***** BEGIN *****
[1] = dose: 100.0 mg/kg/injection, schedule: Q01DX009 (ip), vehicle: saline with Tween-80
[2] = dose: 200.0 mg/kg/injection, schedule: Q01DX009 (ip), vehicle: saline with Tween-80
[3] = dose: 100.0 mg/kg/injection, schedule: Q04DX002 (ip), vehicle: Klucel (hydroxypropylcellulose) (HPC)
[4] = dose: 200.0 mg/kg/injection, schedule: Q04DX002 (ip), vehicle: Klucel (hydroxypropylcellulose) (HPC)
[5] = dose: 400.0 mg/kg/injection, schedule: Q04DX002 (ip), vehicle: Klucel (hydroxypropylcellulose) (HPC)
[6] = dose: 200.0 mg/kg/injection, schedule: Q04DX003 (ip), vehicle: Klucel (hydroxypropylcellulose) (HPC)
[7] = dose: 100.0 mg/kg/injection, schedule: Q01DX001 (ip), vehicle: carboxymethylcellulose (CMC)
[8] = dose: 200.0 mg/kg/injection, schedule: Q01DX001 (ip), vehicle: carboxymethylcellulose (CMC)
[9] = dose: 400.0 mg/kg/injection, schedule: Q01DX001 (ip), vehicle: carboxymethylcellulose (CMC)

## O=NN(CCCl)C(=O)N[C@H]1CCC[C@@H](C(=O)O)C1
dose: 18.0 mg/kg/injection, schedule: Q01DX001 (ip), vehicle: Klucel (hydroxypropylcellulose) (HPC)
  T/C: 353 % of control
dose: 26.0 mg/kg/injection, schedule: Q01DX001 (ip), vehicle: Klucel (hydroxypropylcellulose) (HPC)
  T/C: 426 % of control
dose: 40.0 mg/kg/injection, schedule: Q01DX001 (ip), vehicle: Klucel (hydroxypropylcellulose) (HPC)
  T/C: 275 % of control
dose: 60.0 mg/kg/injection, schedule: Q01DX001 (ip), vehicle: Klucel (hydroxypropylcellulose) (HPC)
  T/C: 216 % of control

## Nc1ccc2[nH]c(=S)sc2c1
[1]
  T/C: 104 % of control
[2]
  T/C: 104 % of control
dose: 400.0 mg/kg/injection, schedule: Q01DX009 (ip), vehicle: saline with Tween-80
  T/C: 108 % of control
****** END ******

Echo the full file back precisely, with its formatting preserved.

[1] = dose: 100.0 mg/kg/injection, schedule: Q01DX009 (ip), vehicle: saline with Tween-80
[2] = dose: 200.0 mg/kg/injection, schedule: Q01DX009 (ip), vehicle: saline with Tween-80
[3] = dose: 100.0 mg/kg/injection, schedule: Q04DX002 (ip), vehicle: Klucel (hydroxypropylcellulose) (HPC)
[4] = dose: 200.0 mg/kg/injection, schedule: Q04DX002 (ip), vehicle: Klucel (hydroxypropylcellulose) (HPC)
[5] = dose: 400.0 mg/kg/injection, schedule: Q04DX002 (ip), vehicle: Klucel (hydroxypropylcellulose) (HPC)
[6] = dose: 200.0 mg/kg/injection, schedule: Q04DX003 (ip), vehicle: Klucel (hydroxypropylcellulose) (HPC)
[7] = dose: 100.0 mg/kg/injection, schedule: Q01DX001 (ip), vehicle: carboxymethylcellulose (CMC)
[8] = dose: 200.0 mg/kg/injection, schedule: Q01DX001 (ip), vehicle: carboxymethylcellulose (CMC)
[9] = dose: 400.0 mg/kg/injection, schedule: Q01DX001 (ip), vehicle: carboxymethylcellulose (CMC)

## O=NN(CCCl)C(=O)N[C@H]1CCC[C@@H](C(=O)O)C1
dose: 18.0 mg/kg/injection, schedule: Q01DX001 (ip), vehicle: Klucel (hydroxypropylcellulose) (HPC)
  T/C: 353 % of control
dose: 26.0 mg/kg/injection, schedule: Q01DX001 (ip), vehicle: Klucel (hydroxypropylcellulose) (HPC)
  T/C: 426 % of control
dose: 40.0 mg/kg/injection, schedule: Q01DX001 (ip), vehicle: Klucel (hydroxypropylcellulose) (HPC)
  T/C: 275 % of control
dose: 60.0 mg/kg/injection, schedule: Q01DX001 (ip), vehicle: Klucel (hydroxypropylcellulose) (HPC)
  T/C: 216 % of control

## Nc1ccc2[nH]c(=S)sc2c1
[1]
  T/C: 104 % of control
[2]
  T/C: 104 % of control
dose: 400.0 mg/kg/injection, schedule: Q01DX009 (ip), vehicle: saline with Tween-80
  T/C: 108 % of control